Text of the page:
Our new oven triggers "protection mode" on my Denon AVR!!??

ddlooping

Active Member
Hi all :)

For a few weeks, my Denon AVR 3600 has been going into protection mode somewhat randomly (or so we thought).
But it seems not to be random at all and is linked to our new oven, which I've realised when I installed it, is on the same circuit as the plugs in our living room!!??

The amp has never gone in protection mode when the oven is not in use (that we can remember).
Since we've realised the problem might be due to the oven...
  • the amp went in protection mode when the oven beeped to let us know the cooking time was over (2 times )
  • it did when the oven beeped to let us know it had reached the desired temperature (1 time)
  • it did when my partner opened the oven door, which stops its fan (1 time)
During the writing of this post I decided to try and make sure we weren't imagining things.
I started the oven in pre-heating mode.
When it beeped to let us know it had reached temperature I switched it to the normal cooking mode.... the amp went.

....

Hours after I wrote all the above, it happened again as we opened the oven door after it had reached temperature.

What could be the problem and how can I fix it, preferably cheaply?
Would plugging the amp into a surge protector do the trick?
 

Jase

Distinguished Member
Hmm...I think I'd get an electrician in to check the house circuit/wiring and the oven wiring.
 

dante01

Distinguished Member
Your kitchen should be on a separate ring main and the cooker should have a dedicated outlet with its own fuse on the fuse board/consumer unit.


You need to call an electrician to come look at your home's electrics.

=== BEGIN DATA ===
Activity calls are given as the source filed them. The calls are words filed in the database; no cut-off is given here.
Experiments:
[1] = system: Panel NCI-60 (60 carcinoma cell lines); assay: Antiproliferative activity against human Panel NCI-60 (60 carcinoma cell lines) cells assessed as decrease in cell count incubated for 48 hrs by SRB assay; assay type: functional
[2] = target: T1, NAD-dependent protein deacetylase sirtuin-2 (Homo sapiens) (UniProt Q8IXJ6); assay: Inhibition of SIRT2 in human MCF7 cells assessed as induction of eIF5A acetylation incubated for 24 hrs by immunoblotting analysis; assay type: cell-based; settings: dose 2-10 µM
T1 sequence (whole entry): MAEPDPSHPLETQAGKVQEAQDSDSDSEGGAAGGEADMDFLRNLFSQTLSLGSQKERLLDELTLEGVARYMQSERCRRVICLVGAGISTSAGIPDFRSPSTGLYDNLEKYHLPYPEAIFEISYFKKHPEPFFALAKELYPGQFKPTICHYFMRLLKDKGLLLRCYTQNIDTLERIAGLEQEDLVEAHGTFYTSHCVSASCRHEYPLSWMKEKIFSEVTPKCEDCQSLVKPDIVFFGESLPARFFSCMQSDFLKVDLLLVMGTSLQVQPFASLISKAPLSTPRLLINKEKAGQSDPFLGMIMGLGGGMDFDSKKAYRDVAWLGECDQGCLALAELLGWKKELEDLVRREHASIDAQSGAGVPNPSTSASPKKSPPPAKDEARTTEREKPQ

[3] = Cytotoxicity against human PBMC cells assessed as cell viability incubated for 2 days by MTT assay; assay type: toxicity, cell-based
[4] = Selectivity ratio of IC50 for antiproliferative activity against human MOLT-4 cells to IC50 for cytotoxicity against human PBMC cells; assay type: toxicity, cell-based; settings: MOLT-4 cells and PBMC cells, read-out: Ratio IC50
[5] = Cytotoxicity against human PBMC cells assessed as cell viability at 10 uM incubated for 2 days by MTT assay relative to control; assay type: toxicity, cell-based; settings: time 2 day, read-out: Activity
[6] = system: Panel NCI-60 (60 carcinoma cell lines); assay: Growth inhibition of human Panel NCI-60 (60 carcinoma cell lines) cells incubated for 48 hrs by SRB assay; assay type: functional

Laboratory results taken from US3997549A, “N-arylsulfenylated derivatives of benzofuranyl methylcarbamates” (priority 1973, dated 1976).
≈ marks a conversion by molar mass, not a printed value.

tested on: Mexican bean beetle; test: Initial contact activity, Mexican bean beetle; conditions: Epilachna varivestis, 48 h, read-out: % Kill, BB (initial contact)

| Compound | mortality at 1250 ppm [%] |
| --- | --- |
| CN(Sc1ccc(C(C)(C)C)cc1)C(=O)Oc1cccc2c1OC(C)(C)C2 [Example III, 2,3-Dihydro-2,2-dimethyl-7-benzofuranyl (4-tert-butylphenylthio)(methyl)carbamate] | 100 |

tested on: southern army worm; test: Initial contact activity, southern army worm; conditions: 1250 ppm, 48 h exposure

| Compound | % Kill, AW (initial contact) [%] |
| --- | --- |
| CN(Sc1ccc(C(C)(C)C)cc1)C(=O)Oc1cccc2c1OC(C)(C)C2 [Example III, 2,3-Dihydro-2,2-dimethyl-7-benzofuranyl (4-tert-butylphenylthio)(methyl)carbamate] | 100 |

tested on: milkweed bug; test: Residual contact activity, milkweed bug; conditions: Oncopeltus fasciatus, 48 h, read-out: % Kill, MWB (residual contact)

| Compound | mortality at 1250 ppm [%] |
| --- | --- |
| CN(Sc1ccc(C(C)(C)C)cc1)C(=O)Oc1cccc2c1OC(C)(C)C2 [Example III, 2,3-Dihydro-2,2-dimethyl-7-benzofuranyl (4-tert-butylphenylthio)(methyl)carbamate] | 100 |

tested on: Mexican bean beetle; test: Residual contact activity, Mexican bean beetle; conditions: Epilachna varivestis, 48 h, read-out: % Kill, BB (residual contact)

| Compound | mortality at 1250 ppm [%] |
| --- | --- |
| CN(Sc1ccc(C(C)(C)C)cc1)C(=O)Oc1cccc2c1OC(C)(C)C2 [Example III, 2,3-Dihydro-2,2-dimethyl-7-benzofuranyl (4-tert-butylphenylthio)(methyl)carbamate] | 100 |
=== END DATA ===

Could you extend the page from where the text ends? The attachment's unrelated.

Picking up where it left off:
The cooker and your AV receiver or other domestic appliances should not be sharing the same ring main!
 
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John7

Well-known Member
Are you sure your oven is on the same circuit as the Amp? Ovens usually have a dedicated high power supply (45 Amps) and you normal sockets should not be connected to this.

It could be that you have a low power, plug-in (rather than hard wired) oven of 2Kw or so - that type would be OK to connect to the same circuit as the Amp

How many Watts is your oven rated at? Is it just an oven or electric hob as well?
 

ddlooping

Active Member
Thanks for the replies :)

Your kitchen should be on a separate ring main and the cooker should have a dedicated outlet with its own fuse on the fuse board/consumer unit.
That's what I thought
Are you sure your oven is on the same circuit as the Amp?
Yep
It could be that you have a low power, plug-in (rather than hard wired) oven of 2Kw or so - that type would be OK to connect to the same circuit as the Amp
It is hard wired...
 

John7

Well-known Member
Hmm - it's rated at 16 Amps. My advice would be to get an electrician to check your wiring circuits out and recommend a safe solution.
 

Mark.Yudkin

Distinguished Member